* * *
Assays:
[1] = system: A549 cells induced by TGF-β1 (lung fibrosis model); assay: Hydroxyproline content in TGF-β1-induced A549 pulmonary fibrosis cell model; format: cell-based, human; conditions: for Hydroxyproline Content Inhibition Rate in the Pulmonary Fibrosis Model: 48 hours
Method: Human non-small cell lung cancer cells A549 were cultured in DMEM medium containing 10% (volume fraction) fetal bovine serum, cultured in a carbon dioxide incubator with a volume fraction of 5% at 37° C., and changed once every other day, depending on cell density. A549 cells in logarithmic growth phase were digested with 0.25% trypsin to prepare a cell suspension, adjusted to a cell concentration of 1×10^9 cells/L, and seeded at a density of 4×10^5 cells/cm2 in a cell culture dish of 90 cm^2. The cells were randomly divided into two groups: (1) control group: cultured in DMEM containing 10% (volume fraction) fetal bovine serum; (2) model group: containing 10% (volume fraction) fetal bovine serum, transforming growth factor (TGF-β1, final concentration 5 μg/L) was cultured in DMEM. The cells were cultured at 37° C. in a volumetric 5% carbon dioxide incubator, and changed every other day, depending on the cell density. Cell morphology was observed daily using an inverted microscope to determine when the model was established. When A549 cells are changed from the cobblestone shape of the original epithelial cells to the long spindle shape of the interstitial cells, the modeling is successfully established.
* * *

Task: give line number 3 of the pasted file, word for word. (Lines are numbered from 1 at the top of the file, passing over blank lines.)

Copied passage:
Method: Human non-small cell lung cancer cells A549 were cultured in DMEM medium containing 10% (volume fraction) fetal bovine serum, cultured in a carbon dioxide incubator with a volume fraction of 5% at 37° C., and changed once every other day, depending on cell density. A549 cells in logarithmic growth phase were digested with 0.25% trypsin to prepare a cell suspension, adjusted to a cell concentration of 1×10^9 cells/L, and seeded at a density of 4×10^5 cells/cm2 in a cell culture dish of 90 cm^2. The cells were randomly divided into two groups: (1) control group: cultured in DMEM containing 10% (volume fraction) fetal bovine serum; (2) model group: containing 10% (volume fraction) fetal bovine serum, transforming growth factor (TGF-β1, final concentration 5 μg/L) was cultured in DMEM. The cells were cultured at 37° C. in a volumetric 5% carbon dioxide incubator, and changed every other day, depending on the cell density. Cell morphology was observed daily using an inverted microscope to determine when the model was established. When A549 cells are changed from the cobblestone shape of the original epithelial cells to the long spindle shape of the interstitial cells, the modeling is successfully established.